“I feel great, valued and seen here at the Erasmus MC. I hadn’t experienced that before in Dutch education. What will always stay with me is what it was like after I did the Cito exam in year 8 of primary school. I can’t recall experiencing much in the way of racism before that time, but I do remember that my parents often went to the school to discuss things. Such as why I wasn’t allowed to skip a grade while others who performed less well were. In year 8, we all had to walk to the front of the class one at a time to see our Cito score. I was nervous because I really wanted to do well. I had worked hard, but that week my concentration wasn’t optimal. My grandma had just died. But my score was 550! The maximum score. Then the teacher said: ‘Shh, don’t tell the other children. That would be cruel.’ A year before, everyone in school had been told when a boy got a score of 549.”

“That same teacher later asked me: ‘Are you sure about studying at a gymnasium? I’m not sure you would be able to cope.’ I didn’t get where that was coming from. We had done an IQ test in school, and I got the highest score out of twenty schools; I was already taking maths at secondary-school level. It felt so unfair.”

“After that summer, I didn’t go to school in the Netherlands but in Slemani, in the north-east of Iraq. My parents missed their families. My father studied engineering and he was offered a good job there. The international school my younger brothers and I went to is incomparable to my Dutch school. In Kurdistan everyone is more open than in the Netherlands and the education is more supportive. I felt at home there. I was no longer the best in class, but I felt more encouraged than ever before. The teachers never called me dumb. They spoke to the class, saying: ‘Baasnne has come all the way from the Netherlands, and look at all the things she can already do.’ I developed fast in those four years. I learned how sociable I am. I really became a people person there.”

“Then I returned to the Netherlands and it was a real shock. My friends in that secondary school were great, but the atmosphere wasn’t. I started in year 5 of VWO at a school in Voorburg, at the same time as a blonde girl who had been living in France for a few years. No one asked her why her Dutch was ‘fluent without an accent’. But they asked me, even though the teacher had told them I was born here. My tutor told my parents: ‘Your child is just too dumb to study Medicine.’ I often cried with frustration because no one in school was helping me.”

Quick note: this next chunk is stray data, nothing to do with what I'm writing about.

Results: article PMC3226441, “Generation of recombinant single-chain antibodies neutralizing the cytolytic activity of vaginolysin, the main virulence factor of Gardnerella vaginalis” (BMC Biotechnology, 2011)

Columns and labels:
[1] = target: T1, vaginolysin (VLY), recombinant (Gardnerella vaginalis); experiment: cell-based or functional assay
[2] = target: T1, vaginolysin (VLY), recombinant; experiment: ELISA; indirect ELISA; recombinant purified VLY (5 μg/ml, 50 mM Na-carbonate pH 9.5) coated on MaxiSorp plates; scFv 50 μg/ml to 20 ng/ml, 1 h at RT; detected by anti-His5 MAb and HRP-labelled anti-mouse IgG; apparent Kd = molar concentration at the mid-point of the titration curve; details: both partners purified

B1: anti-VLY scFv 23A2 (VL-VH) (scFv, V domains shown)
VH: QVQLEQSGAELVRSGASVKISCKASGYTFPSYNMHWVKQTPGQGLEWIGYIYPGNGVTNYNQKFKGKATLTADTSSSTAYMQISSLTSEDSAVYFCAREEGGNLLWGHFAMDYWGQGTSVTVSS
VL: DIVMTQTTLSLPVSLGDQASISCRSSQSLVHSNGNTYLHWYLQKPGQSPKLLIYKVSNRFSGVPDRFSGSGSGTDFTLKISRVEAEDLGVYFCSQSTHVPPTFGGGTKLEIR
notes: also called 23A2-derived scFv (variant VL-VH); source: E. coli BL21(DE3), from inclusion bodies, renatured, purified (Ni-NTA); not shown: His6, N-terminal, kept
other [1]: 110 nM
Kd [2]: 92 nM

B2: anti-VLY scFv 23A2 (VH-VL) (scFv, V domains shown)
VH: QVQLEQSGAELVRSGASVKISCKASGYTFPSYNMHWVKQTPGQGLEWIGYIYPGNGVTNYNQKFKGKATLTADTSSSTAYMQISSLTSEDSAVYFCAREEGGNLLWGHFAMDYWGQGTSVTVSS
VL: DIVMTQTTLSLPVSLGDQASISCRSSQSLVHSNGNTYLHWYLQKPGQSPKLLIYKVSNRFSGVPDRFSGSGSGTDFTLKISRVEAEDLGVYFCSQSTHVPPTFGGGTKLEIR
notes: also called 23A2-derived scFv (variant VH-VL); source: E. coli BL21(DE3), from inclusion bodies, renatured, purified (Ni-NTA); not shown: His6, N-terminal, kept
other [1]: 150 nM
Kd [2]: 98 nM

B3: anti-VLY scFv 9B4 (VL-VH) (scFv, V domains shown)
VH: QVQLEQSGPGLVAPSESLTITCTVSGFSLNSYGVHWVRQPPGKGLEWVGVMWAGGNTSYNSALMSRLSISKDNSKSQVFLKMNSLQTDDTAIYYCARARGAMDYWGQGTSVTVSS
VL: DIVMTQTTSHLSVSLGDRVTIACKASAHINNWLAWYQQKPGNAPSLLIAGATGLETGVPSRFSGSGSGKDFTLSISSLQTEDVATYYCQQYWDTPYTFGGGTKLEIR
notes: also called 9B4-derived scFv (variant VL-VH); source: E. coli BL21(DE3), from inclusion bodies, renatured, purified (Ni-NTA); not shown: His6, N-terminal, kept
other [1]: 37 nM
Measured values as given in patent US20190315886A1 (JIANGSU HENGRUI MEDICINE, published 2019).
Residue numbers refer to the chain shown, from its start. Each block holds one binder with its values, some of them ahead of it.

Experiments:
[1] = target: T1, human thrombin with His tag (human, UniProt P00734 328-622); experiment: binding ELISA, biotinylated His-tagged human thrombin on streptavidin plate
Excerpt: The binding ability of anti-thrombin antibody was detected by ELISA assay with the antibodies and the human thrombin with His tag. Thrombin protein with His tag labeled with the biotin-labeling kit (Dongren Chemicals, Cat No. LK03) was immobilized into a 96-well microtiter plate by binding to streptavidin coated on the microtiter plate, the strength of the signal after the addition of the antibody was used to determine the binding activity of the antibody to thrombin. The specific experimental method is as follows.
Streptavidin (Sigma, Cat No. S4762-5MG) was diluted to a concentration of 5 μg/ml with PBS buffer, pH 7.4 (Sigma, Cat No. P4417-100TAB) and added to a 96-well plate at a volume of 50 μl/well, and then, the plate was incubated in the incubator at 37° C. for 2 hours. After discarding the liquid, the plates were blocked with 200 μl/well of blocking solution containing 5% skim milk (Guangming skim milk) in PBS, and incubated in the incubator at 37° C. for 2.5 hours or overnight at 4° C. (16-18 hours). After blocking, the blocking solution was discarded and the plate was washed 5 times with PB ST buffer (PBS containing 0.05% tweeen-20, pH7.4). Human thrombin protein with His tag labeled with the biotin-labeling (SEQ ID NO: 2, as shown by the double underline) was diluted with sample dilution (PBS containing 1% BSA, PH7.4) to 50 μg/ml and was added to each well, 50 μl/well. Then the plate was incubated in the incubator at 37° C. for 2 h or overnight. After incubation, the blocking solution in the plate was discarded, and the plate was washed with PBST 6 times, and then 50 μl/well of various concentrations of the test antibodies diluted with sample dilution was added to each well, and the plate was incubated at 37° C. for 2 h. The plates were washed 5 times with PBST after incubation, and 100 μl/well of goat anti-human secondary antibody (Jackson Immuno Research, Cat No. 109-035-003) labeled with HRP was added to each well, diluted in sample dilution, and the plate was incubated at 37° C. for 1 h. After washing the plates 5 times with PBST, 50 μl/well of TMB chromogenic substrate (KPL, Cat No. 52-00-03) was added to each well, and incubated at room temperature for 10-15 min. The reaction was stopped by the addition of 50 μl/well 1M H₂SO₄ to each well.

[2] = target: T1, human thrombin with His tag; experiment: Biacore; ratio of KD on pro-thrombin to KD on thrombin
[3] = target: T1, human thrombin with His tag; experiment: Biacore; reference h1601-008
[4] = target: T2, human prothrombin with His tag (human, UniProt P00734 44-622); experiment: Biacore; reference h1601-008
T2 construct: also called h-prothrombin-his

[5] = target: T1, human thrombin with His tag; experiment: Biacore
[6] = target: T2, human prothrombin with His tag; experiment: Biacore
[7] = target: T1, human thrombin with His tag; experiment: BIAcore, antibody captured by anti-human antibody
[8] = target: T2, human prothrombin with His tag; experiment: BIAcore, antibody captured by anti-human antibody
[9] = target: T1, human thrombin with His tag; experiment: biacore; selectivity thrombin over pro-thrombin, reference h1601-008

Paul van Geest EUR campus diversiteit inclusie_Sanne van der Most (1)

Read more

Theology professor Paul van Geest feels perfectly at home in the world of economics

How much do you feel at home at this university? Students and staff answer this question…

“Although I had been admitted to the Medicine programme straight away, I was convinced that I wouldn’t be able to cope. That had been drilled into my head by my teachers. I was afraid of how the university would respond if I failed. Then I failed my first exam. I confessed to my study adviser that I was afraid I would be considered dumb, afraid that they would send me away. She replied: ‘We don’t use the word ‘dumb’ here.’ She also said: ‘Let go of those fears. You’re here for a reason. You worked hard to get here.’ The conversation brought me back to my time in Kurdistan.”

“The years in the Dutch secondary school weren’t easy, but even so, I’m thankful to some extent. Thankful that they admitted me to the school, that I got an education that has allowed me to study Medicine. I’ve become a stronger person, and I would never let people talk to me like that now. There were two teachers who helped me. My parents have always encouraged and supported me, and I’ve always had friends. In hospital, I see so many people who are not fortunate enough to have that. But there is one thing I want to say: mind your words, especially if you’re a teacher. Children don’t forget remarks, although everything can still turn out fine for those children. The fact that I got to where I am now is testament to that.”

Margot Kersing regenboogpad EUR campus diversiteit inclusie_ Sanne van der Most

Read more

Margot sees pinkwashing, ‘a lot of blah’ and not much effort for more inclusion

"A crass example of pinkwashing", is how Margot Kersing views the rainbow zebra crossing.…